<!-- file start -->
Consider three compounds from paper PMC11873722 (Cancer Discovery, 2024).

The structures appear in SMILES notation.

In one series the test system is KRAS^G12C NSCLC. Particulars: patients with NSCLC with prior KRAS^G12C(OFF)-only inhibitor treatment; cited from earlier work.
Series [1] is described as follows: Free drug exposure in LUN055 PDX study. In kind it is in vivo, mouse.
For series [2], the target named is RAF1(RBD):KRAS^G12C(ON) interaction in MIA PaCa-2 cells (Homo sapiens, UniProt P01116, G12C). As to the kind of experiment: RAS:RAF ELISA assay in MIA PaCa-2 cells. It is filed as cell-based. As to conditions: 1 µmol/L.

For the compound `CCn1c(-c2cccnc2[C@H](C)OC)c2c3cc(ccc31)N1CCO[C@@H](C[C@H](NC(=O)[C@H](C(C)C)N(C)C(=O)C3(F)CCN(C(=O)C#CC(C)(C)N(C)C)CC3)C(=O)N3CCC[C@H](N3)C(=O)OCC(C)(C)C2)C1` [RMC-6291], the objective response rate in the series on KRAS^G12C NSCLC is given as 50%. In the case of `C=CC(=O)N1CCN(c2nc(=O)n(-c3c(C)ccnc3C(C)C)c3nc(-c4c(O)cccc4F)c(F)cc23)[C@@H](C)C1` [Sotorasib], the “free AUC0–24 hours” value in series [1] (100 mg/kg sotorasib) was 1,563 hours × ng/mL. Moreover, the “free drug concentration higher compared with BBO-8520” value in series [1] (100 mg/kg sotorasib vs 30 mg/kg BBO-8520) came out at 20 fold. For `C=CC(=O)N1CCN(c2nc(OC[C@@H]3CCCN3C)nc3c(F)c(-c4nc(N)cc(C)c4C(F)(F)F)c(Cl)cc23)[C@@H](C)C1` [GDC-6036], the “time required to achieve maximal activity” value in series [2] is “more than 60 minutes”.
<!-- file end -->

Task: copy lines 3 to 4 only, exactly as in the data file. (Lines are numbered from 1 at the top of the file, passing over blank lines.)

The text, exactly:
In one series the test system is KRAS^G12C NSCLC. Particulars: patients with NSCLC with prior KRAS^G12C(OFF)-only inhibitor treatment; cited from earlier work.
Series [1] is described as follows: Free drug exposure in LUN055 PDX study. In kind it is in vivo, mouse.